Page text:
Table 3. Common Microtonal intervals of Just intonation
Interval 
Example 
Ratio 
Cents 
Sound 
diesis 
C#_{1 }– Db_{+1} 
2048:2025 
19.55 

syntonic comma 
C_{0 }– C_{+1} 
81:80 
21.51 

Pythagorean comma 
C_{0 }– B#_{0} 
531441:524288 
23.46 
These kinds of discrepancies and, indeed, the whole system of Just intervals may seem arcane to modern musicians (and even to musicologists), but, as shown by Table 1, these ratios constituted the essence of intervallic relationships in the Renaissance. The principal intervals of Just intonation are given in Table 4, along with sound files with consecutive and simultaneous demonstrations of the intervals.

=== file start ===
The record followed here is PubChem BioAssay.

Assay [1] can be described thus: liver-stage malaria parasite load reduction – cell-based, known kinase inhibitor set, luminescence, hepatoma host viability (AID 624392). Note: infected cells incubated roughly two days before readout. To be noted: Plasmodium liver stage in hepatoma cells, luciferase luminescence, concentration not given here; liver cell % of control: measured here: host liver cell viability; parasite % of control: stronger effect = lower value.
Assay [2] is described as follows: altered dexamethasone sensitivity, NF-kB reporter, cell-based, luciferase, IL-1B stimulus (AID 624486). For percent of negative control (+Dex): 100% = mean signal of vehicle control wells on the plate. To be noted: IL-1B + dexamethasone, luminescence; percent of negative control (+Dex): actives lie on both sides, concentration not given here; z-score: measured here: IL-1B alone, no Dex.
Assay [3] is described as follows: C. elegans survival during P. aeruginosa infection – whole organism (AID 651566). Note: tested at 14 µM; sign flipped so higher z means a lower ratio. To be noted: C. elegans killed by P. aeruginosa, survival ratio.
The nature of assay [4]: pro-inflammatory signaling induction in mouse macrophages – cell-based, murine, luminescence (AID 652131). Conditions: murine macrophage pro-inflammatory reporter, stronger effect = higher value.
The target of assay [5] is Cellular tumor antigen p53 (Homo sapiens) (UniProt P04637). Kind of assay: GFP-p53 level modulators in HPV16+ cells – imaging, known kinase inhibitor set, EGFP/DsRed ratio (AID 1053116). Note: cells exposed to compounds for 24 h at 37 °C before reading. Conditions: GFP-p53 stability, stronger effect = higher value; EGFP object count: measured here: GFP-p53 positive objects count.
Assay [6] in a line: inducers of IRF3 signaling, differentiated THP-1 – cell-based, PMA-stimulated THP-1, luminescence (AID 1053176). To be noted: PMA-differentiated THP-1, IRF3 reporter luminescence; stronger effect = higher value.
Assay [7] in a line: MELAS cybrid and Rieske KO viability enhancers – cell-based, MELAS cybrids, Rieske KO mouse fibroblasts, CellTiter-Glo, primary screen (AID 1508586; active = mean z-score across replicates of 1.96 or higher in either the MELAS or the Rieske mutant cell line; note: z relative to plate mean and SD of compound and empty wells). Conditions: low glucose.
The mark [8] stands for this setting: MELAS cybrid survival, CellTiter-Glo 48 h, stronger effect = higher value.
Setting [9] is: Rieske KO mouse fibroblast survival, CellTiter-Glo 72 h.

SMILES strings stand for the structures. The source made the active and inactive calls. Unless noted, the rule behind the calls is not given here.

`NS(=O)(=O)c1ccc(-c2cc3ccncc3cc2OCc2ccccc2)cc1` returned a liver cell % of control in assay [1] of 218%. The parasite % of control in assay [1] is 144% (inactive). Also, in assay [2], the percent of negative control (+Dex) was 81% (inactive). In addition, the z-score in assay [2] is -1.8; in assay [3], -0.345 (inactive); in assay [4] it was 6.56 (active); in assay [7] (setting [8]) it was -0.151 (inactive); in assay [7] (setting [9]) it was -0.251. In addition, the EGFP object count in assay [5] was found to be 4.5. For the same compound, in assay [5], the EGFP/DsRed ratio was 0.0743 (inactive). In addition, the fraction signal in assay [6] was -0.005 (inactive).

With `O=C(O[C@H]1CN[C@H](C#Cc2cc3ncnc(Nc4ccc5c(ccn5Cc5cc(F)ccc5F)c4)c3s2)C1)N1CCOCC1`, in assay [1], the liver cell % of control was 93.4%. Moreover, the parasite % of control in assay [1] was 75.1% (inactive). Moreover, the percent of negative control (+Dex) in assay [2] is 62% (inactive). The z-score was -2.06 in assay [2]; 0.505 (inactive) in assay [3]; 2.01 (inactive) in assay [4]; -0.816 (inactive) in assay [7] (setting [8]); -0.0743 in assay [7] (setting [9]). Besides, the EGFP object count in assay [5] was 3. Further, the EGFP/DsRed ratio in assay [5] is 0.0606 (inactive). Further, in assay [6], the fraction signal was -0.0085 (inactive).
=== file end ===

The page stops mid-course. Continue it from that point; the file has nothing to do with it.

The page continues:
Table 4. Just intervals with their sounds
Interval 
Example 
Ratio 
Cents 
Consecutive 
Simultaneous 
minimal semitone 
C_{0 }– C#_{2} 
25:24 
70.67 

minor semitone 
C_{0 }– C#_{1} 
135:128 
92.18 

major semitone 
C_{0 }– Db_{+1} 
16:15 
111.73 

maximum semitone 
C_{0 }– Db_{+2} 
27:25 
133.24 

minor tone 
C_{0 }– D_{1} 
10:9 
182.40 

major tone 
C_{0 }– D_{0} 
9:8 
203.91 

minor third 
C_{0 }– Eb_{+1} 
6:5 
315.64 

major third 
C_{0 }– E_{1} 
5:4 
386.31 

perfect fourth 
C_{0 }– F_{0} 
4:3 
498.04 

augmented fourth 
C_{0 }– F#_{1} 
45:32 
590.22 

diminished fifth 
C_{0 }– Gb_{+1} 
64:45 
609.78 

perfect fifth 
C_{0 }– G_{0} 
3:2 
701.96 

minor sixth 
C_{0 }– Ab_{+1} 
8:5 
813.69 

major sixth 
C_{0 }– A_{1} 
5:3 
884.36 

minor seventh (lesser) 
C_{0 }– Bb_{0} 
16:9 
996.09 

minor seventh (greater) 
C_{0 }– Bb_{+1} 
9:5 
1017.60 

major seventh 
C_{0 }– B_{1} 
15:8 
1088.27 

octave 
C_{0 }– C_{0} 
2:1 
1200.00